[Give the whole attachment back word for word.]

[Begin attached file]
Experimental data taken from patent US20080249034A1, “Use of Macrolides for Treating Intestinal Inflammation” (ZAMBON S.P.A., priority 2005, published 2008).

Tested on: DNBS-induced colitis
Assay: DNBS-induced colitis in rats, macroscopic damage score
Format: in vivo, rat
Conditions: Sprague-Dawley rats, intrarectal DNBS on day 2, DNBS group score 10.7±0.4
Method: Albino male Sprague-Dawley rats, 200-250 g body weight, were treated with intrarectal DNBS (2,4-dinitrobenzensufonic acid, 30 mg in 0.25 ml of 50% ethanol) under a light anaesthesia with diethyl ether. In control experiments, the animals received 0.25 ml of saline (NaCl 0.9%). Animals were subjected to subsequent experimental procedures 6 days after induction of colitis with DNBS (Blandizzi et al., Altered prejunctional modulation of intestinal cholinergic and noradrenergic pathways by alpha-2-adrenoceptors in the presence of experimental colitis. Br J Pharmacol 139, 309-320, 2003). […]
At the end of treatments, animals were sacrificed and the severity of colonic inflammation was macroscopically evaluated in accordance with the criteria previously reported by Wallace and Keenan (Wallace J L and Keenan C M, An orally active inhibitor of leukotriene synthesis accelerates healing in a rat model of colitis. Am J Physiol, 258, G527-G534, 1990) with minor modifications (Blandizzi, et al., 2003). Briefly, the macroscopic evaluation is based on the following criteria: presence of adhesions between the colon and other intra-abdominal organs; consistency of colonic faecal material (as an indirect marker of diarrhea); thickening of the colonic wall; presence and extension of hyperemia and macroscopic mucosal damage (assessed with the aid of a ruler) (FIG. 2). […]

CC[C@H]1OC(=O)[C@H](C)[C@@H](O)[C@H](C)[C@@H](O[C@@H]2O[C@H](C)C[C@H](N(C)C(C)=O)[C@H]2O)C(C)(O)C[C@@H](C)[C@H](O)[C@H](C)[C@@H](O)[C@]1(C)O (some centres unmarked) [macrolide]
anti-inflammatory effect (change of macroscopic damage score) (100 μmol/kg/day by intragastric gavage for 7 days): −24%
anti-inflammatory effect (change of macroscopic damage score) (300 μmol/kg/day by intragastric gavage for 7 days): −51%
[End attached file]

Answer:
Experimental data taken from patent US20080249034A1, “Use of Macrolides for Treating Intestinal Inflammation” (ZAMBON S.P.A., priority 2005, published 2008).

Tested on: DNBS-induced colitis
Assay: DNBS-induced colitis in rats, macroscopic damage score
Format: in vivo, rat
Conditions: Sprague-Dawley rats, intrarectal DNBS on day 2, DNBS group score 10.7±0.4
Method: Albino male Sprague-Dawley rats, 200-250 g body weight, were treated with intrarectal DNBS (2,4-dinitrobenzensufonic acid, 30 mg in 0.25 ml of 50% ethanol) under a light anaesthesia with diethyl ether. In control experiments, the animals received 0.25 ml of saline (NaCl 0.9%). Animals were subjected to subsequent experimental procedures 6 days after induction of colitis with DNBS (Blandizzi et al., Altered prejunctional modulation of intestinal cholinergic and noradrenergic pathways by alpha-2-adrenoceptors in the presence of experimental colitis. Br J Pharmacol 139, 309-320, 2003). […]
At the end of treatments, animals were sacrificed and the severity of colonic inflammation was macroscopically evaluated in accordance with the criteria previously reported by Wallace and Keenan (Wallace J L and Keenan C M, An orally active inhibitor of leukotriene synthesis accelerates healing in a rat model of colitis. Am J Physiol, 258, G527-G534, 1990) with minor modifications (Blandizzi, et al., 2003). Briefly, the macroscopic evaluation is based on the following criteria: presence of adhesions between the colon and other intra-abdominal organs; consistency of colonic faecal material (as an indirect marker of diarrhea); thickening of the colonic wall; presence and extension of hyperemia and macroscopic mucosal damage (assessed with the aid of a ruler) (FIG. 2). […]

CC[C@H]1OC(=O)[C@H](C)[C@@H](O)[C@H](C)[C@@H](O[C@@H]2O[C@H](C)C[C@H](N(C)C(C)=O)[C@H]2O)C(C)(O)C[C@@H](C)[C@H](O)[C@H](C)[C@@H](O)[C@]1(C)O (some centres unmarked) [macrolide]
anti-inflammatory effect (change of macroscopic damage score) (100 μmol/kg/day by intragastric gavage for 7 days): −24%
anti-inflammatory effect (change of macroscopic damage score) (300 μmol/kg/day by intragastric gavage for 7 days): −51%